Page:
Banking Your Savings

Before you walk, you must learn to crawl. Before you invest, you must learn to save. Luckily, saving money is quite a bit easier to do than investing it. Finding the cash to save is not always easy, but banking your savings is fairly straight forward.

When you are able to earn more income than your expenses, you will eventually start accumulating cash. For some, this comes easier than for others. The key usually involves living below your means and adopting a frugal lifestyle. Alternatively, you can focus on maximizing your income potential, but that can be difficult in an economic downturn. The best strategy for saving is usually the conservative approach of managing your expenses.

What should you do with your cash savings? Some of the basic options to store your cash include:

  1. Your wallet/mattress
  2. Basic checking account
  3. Interest bearing checking account
  4. Savings account
  5. Money market account
  6. Certificate of Deposit (CD)

The key differences with the above options include security, accessibility, rates of return, minimum deposit requirements, and fees. An optimal strategy for most will likely utilize a blend of several of the above options.

I personally like to keep cash in my wallet for just a few days worth of expenses or what I think a minor emergency might cost, since I can usually rely on my ability to use my credit card or access an ATM. When I travel to less familiar and more rural areas, I tend to increase my cash on hand just a bit to be safe and to avoid fees.

The next place my cash goes is to my checking account. Actually, this is usually the first place my salary and business earnings go. I like to maintain about a full month’s worth of expenses as my minimum balance buffer in this account. The key aspects I look for in a checking account include no fees, electronic bill paying, electronic transfers, and easy access to free ATM withdrawals.

The next place I store cash is in a savings account. FDIC insurance is a must. The account should also be easy to link to my checking account, so transfers are painless to do. After that, I’m most interested in the highest sustainable yield I can find. I include the word sustainable, since I’d rather avoid opening new accounts all the time to chase the highest yield. I’d rather find a savings account that consistently provides a better than average yield than one that briefly provides the best rate but then underperforms. Online savings accounts have provided some of the best higher yield options in recent times.

After I’ve built up about three month’s worth of savings, I start moving my cash into longer term options. If I’m saving for a particular item or event, I utilized CDs to store cash until I need it. CDs often give you a higher rate of return than savings accounts, but the drawback is that your money is often tied up in them for a certain time period. CDs come in all sorts of durations, starting with periods as short as 30 days and all the way up to 5 years.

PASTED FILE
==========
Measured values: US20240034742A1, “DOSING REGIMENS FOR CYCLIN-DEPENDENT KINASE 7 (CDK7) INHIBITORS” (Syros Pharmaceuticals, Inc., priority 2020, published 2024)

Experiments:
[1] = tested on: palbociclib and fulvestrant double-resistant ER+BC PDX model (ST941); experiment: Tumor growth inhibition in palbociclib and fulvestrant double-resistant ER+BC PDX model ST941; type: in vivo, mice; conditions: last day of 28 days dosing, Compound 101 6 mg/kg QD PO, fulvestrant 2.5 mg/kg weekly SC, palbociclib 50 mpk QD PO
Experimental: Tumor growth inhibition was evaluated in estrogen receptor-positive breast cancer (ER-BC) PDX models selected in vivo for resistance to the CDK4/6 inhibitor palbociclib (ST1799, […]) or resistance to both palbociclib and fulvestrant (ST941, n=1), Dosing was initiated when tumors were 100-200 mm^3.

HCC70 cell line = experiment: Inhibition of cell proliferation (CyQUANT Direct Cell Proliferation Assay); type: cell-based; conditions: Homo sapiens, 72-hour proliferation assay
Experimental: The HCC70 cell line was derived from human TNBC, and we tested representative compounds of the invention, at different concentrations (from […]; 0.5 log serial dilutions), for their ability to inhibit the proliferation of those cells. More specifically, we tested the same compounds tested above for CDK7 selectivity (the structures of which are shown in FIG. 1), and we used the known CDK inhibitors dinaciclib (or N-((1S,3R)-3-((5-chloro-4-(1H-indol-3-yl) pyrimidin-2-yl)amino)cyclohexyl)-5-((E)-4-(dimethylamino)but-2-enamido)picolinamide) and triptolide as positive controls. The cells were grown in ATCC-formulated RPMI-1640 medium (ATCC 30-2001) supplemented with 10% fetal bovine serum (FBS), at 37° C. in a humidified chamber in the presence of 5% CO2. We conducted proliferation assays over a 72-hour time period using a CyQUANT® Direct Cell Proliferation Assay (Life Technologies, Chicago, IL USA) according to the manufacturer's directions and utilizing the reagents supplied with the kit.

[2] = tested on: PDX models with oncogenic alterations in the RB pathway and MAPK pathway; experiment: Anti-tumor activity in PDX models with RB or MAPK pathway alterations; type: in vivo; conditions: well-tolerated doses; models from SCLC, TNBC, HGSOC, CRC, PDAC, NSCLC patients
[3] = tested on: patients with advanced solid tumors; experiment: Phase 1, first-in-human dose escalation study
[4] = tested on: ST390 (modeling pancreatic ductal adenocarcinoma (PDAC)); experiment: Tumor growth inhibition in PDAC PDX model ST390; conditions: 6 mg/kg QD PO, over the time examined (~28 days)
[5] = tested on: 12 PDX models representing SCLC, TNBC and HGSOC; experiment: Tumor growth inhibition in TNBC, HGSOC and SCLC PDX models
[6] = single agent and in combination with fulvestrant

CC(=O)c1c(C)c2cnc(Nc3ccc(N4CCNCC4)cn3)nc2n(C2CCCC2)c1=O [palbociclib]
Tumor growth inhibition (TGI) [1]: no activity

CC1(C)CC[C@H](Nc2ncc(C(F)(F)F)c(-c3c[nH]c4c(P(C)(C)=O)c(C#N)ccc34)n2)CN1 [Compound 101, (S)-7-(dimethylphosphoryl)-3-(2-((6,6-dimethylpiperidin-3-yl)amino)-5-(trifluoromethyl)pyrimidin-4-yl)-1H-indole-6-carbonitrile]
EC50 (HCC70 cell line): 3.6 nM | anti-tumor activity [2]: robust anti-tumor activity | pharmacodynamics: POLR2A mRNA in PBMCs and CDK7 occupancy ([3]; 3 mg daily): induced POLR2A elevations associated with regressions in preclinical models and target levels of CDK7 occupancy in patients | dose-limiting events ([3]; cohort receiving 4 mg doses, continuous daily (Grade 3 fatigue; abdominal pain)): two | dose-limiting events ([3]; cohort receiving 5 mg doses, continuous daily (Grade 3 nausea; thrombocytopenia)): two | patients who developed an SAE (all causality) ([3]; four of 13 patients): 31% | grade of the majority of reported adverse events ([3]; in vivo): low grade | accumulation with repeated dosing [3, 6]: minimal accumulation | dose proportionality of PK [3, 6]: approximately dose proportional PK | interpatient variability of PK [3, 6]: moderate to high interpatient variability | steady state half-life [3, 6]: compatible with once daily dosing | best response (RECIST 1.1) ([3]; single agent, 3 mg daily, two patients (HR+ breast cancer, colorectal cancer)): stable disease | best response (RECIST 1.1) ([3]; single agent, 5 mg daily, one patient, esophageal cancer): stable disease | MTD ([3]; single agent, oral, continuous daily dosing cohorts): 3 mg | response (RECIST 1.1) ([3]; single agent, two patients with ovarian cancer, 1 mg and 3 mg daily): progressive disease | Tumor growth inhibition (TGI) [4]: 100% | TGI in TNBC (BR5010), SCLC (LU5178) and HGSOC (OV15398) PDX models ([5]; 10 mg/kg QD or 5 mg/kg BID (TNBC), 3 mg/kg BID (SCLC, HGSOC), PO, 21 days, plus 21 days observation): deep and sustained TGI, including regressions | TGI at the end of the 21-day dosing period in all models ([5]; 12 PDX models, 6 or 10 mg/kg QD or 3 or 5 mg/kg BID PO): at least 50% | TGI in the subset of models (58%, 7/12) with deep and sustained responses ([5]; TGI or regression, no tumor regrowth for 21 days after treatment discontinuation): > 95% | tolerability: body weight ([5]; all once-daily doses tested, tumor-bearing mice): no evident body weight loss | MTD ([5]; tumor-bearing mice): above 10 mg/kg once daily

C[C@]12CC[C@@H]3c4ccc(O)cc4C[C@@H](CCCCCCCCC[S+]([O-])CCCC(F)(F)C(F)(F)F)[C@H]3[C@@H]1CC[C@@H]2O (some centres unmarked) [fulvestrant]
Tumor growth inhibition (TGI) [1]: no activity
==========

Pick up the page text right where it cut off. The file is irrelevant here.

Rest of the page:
If I don’t have any specific plans to use a block of cash within the next five years and my emergency savings account is fully funded, I then move my cash to the money market account at my brokerage firm. Money market accounts typically pay higher interest rates than savings accounts. Sometimes they require higher minimum balances. You also need to be a bit more careful with money market accounts, because some are not FDIC insured. Recently some money market accounts “broke the buck” and went down in value temporarily. The money market account at my brokerage is a convenient place to store cash until I find a suitable investment opportunity.

How do you manage your savings? Share you thoughts on banking basics in the comments section below.

6 thoughts on “Banking Your Savings

  • April 9, 2009 at 10:45 pm

    Excellent article, very timely though the subject matter is really timeless.

    My take is to strive to have no debt, other than a home mortgage. And to have an “emergency fund” or “rainy day fund” equal to 6 month’s living expenses stashed in a separate savings or money market account. Many recommend 3 or 6 months. I vote for 6 months if a household has only one source of full-time income.

    Just my two cents.

  • April 9, 2009 at 11:21 pm

    Hi John, I really appreciate your feedback on this article. It has been a while since I’ve discussed personal finance on my blog, but the topic is becoming important at my house. My wife has rejoined the workforce and it has been having a big positive impact on our finances. I’m having to make all sorts of changes, so I’ll likely touch on personal finance a bit more over the coming weeks.

    Your take on debt and “emergency funds” is very similar to my own. It makes me feel confident that I’m on the right path, especially since I respect your opinion highly.

  • April 10, 2009 at 10:08 pm

    George, for many years I wouldn’t establish an emergency fund because I didn’t like the idea of having that much money in an account not making much. And even losing money in periods with super low rates and inflation probably higher than official stats.

    But I learned, in ways that I won’t go into here. I’ll just stress that, in many ways, an emergency fund benefits you emotionally as much as financially. And during times like this — with investment accounts down and employment issues everywhere — it certainly reduces stress.

  • March 18, 2015 at 9:43 am

    Staying out of debt is number one thing. What I personally find very useful is caring very little cash in my wallet. This way I am less tempted to spend money on something that I don’t really need. Interest rates on savings accounts are very low, I keep an emergency fund in savings though. The rest goes to more profitable but riskier investments.

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